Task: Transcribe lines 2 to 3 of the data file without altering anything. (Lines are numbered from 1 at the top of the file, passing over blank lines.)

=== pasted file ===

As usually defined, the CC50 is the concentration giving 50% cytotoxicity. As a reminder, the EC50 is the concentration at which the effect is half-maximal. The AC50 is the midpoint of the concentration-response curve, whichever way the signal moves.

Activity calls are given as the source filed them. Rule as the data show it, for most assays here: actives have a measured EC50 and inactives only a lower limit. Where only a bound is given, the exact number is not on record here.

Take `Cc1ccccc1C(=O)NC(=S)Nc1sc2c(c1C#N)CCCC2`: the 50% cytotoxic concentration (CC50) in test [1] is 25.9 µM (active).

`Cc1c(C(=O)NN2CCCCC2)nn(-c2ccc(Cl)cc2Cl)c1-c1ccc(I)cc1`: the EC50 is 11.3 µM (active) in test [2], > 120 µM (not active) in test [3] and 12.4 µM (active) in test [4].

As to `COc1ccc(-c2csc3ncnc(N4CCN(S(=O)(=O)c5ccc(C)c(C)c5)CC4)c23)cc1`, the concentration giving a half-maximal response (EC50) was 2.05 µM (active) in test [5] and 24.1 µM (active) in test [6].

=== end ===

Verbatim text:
Activity calls are given as the source filed them. Rule as the data show it, for most assays here: actives have a measured EC50 and inactives only a lower limit. Where only a bound is given, the exact number is not on record here.

Take `Cc1ccccc1C(=O)NC(=S)Nc1sc2c(c1C#N)CCCC2`: the 50% cytotoxic concentration (CC50) in test [1] is 25.9 µM (active).